Hlady was similarly hesitant to change her workout. In fact, after Chinneck shifted to a supplementary regimen, one that was an equally difficult challenge, Hlady initially didn’t make the switch. The mental challenge kept her away from making a better decision for her body, she explained.
“For a short while, I didn't want to do the modified way; simply because I didn't,” said Hlady. “I didn't want to give them any more reason to think less of me, right? Which again, it shouldn't be happening. I shouldn't have to. I shouldn't have to be doing everything in my power just to make them think that I'm equal to the guys.”
While it has certainly been a difficult challenge for Hlady and Chinneck, they couldn't say enough about how supportive their teammates have been this year.
“You know it’s [just] us worrying,” explained Chinneck. “I would say that my teammates have surprised me in really positive ways every time.”
Hlady agreed, adding that she feels the situation has helped their male teammates, too.
“We've seen a lot of change with them in the two months we've been here,” said Hlady. “I think it's beneficial to them, too. To have a couple girls, to have that other side of spending time with girls who are in this world so that they can kind of better understand and be better that way.”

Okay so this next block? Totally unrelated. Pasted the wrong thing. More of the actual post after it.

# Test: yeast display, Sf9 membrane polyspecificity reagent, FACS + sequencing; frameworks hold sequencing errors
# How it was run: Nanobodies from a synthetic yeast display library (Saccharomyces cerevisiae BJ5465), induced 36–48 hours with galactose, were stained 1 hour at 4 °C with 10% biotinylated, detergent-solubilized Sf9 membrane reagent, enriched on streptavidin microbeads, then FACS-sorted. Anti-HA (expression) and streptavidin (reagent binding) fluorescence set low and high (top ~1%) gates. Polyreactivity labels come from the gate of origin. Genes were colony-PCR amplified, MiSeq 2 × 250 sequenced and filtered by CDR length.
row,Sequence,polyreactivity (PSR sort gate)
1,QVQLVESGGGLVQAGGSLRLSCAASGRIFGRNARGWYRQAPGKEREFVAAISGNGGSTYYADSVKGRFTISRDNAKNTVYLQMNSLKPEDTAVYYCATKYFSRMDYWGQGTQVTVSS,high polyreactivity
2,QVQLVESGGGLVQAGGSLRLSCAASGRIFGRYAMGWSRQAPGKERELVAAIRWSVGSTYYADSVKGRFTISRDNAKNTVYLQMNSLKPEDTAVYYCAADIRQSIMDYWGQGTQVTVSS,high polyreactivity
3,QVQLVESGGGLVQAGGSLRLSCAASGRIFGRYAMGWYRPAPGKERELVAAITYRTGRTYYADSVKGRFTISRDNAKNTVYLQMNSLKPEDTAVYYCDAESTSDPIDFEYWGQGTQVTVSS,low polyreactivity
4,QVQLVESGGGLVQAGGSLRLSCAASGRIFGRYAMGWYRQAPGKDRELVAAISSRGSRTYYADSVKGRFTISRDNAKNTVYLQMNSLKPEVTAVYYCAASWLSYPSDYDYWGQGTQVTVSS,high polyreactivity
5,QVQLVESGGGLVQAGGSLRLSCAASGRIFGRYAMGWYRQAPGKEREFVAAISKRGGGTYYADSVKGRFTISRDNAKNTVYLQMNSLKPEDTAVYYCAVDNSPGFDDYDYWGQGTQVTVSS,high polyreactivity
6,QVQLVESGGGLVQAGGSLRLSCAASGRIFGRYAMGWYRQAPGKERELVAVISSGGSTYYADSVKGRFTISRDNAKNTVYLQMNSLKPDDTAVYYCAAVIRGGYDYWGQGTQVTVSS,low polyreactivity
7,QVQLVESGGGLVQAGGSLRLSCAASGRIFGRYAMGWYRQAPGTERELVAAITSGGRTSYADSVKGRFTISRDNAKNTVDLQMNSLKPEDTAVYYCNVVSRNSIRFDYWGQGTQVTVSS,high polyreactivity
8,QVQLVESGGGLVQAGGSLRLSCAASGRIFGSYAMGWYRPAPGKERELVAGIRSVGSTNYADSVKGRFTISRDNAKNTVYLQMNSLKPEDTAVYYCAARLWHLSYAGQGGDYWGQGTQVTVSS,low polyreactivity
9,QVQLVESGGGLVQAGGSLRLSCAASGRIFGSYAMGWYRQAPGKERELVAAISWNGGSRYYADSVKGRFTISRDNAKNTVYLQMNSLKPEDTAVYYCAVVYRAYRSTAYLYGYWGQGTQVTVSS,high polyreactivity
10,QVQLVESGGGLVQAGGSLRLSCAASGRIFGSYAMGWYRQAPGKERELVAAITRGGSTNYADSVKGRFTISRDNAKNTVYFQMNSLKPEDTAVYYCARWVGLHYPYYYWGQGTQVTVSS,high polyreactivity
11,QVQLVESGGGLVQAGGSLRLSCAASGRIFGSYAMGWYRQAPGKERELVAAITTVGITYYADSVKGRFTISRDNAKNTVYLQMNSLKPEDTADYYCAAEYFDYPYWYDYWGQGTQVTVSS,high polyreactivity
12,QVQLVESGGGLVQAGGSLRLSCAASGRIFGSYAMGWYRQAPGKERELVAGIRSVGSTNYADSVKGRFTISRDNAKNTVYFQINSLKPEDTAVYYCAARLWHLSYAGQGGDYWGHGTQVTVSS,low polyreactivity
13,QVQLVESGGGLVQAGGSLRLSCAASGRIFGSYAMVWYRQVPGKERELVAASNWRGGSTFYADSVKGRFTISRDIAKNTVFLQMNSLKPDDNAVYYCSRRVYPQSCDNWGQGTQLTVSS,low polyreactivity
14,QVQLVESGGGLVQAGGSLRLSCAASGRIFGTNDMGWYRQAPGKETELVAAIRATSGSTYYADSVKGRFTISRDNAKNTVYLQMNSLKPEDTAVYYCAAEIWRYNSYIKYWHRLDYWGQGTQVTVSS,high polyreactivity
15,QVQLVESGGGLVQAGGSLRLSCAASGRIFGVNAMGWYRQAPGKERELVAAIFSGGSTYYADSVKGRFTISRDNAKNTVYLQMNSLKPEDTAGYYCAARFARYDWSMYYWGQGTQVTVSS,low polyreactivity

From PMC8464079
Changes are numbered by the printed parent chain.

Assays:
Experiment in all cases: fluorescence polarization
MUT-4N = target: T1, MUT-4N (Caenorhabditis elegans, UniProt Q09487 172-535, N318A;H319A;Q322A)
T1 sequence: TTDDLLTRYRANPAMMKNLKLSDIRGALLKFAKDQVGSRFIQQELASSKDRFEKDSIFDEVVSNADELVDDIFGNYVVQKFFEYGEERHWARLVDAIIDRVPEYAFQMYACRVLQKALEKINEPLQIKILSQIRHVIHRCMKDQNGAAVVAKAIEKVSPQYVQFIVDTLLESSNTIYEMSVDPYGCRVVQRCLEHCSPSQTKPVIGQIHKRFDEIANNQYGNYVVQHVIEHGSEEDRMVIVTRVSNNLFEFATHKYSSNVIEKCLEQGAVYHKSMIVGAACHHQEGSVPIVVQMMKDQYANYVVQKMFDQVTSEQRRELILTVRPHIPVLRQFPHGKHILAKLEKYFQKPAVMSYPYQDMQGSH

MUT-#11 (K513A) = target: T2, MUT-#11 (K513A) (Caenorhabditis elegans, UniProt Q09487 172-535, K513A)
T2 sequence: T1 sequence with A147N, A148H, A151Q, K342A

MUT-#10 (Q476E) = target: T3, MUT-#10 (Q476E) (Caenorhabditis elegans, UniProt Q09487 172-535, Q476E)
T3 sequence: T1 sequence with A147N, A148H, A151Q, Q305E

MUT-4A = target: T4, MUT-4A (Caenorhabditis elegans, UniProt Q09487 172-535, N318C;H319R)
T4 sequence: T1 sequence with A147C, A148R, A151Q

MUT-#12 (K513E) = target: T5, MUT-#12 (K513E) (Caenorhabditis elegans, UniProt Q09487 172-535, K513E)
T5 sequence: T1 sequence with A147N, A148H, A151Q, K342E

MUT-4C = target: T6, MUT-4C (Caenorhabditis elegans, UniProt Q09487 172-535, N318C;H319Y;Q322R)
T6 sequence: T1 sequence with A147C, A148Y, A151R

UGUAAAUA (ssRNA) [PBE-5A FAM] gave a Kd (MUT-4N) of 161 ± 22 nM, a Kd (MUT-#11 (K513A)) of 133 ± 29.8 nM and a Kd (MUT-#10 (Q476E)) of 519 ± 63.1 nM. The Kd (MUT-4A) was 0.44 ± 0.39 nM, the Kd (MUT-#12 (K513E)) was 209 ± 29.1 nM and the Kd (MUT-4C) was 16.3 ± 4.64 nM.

Ultimately, though, both teammates readily admit that without each other, they likely wouldn’t be where they are today. And while they proudly continue playing on the men's team, they have been pushing to add an official mixed gender team to Western's long list of athletic programs.
However, the process is an arduous and bureaucratic one, and Chinneck fears that it will keep talented water polo players away from attempting to join the team.
"I think it will be a long process," she said. "Which is unfortunate, because I feel like there are girls here that would play but are deterred by being on a men's team. I think there are girls at Western who would be interested in playing water polo and who aren't.”
As part of the process, a mixed gender water polo team would be unable to travel outside of London to compete in tournaments as an official Western team. But after that year of no-travel, the women argue that, since men's, mixed gender and women's teams compete at the same time and in the same place, it won't be a massive economic hit to Western's athletics department. And according to Dave Tennant, another coach on the men's team who is helping, having two programs would be beneficial for the student-athletes' experience at Western.
“It's a natural fit,” explained Tennant. “We would mirror the same games as the men's. It makes it that much more fun for both the men and the women to travel and visit places like Queen's and Ottawa. I think it will really add something to the water polo program at Western.”
Chinneck and Hlady urge women on campus with water polo experience to join them in their first steps toward making a new team. The final decision on the team's status will be made on March 31, 2019.
But until then, Chinneck and Hlady will continue on the men's team, trailblazing in more ways than one.